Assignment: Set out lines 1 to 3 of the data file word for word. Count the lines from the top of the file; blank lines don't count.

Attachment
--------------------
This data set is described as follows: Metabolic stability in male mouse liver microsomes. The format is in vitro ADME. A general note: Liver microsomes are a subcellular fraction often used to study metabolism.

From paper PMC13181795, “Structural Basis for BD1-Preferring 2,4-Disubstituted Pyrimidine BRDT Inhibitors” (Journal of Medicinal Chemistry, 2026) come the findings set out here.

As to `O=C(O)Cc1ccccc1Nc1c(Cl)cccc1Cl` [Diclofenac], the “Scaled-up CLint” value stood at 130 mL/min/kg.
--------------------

This data set is described as follows: Metabolic stability in male mouse liver microsomes. The format is in vitro ADME. A general note: Liver microsomes are a subcellular fraction often used to study metabolism.

From paper PMC13181795, “Structural Basis for BD1-Preferring 2,4-Disubstituted Pyrimidine BRDT Inhibitors” (Journal of Medicinal Chemistry, 2026) come the findings set out here.

As to `O=C(O)Cc1ccccc1Nc1c(Cl)cccc1Cl` [Diclofenac], the “Scaled-up CLint” value stood at 130 mL/min/kg.